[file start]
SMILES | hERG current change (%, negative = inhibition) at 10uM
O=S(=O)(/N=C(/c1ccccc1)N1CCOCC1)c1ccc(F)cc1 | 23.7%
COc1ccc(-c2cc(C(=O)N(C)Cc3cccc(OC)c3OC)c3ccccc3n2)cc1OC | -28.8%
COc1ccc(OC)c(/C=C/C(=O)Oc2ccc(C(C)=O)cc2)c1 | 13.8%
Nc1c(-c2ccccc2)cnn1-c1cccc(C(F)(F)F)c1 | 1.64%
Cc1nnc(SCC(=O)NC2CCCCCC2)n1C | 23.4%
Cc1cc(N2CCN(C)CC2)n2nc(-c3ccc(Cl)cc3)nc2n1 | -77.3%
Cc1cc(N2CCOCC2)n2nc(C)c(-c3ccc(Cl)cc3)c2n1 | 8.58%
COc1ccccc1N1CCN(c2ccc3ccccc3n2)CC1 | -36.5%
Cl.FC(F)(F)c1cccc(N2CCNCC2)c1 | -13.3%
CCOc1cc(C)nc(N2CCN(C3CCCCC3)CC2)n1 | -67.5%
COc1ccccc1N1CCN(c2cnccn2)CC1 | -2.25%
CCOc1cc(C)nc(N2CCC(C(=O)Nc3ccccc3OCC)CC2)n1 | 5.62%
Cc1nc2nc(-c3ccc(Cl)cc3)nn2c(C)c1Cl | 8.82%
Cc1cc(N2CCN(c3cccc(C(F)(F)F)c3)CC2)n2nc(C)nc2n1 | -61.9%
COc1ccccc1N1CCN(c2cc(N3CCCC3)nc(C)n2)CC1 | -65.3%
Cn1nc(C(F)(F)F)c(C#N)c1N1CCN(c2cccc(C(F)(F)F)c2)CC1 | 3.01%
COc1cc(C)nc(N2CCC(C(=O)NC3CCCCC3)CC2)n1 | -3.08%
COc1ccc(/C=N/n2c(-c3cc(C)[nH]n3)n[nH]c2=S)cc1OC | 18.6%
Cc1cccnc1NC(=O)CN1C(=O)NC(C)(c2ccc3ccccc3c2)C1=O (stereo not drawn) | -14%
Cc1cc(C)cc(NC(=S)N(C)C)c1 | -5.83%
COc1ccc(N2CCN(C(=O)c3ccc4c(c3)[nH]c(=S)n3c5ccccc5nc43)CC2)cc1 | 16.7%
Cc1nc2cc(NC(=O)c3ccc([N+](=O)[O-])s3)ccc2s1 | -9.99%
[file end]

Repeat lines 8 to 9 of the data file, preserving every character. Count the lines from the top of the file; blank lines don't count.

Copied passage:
Cc1cc(N2CCOCC2)n2nc(C)c(-c3ccc(Cl)cc3)c2n1 | 8.58%
COc1ccccc1N1CCN(c2ccc3ccccc3n2)CC1 | -36.5%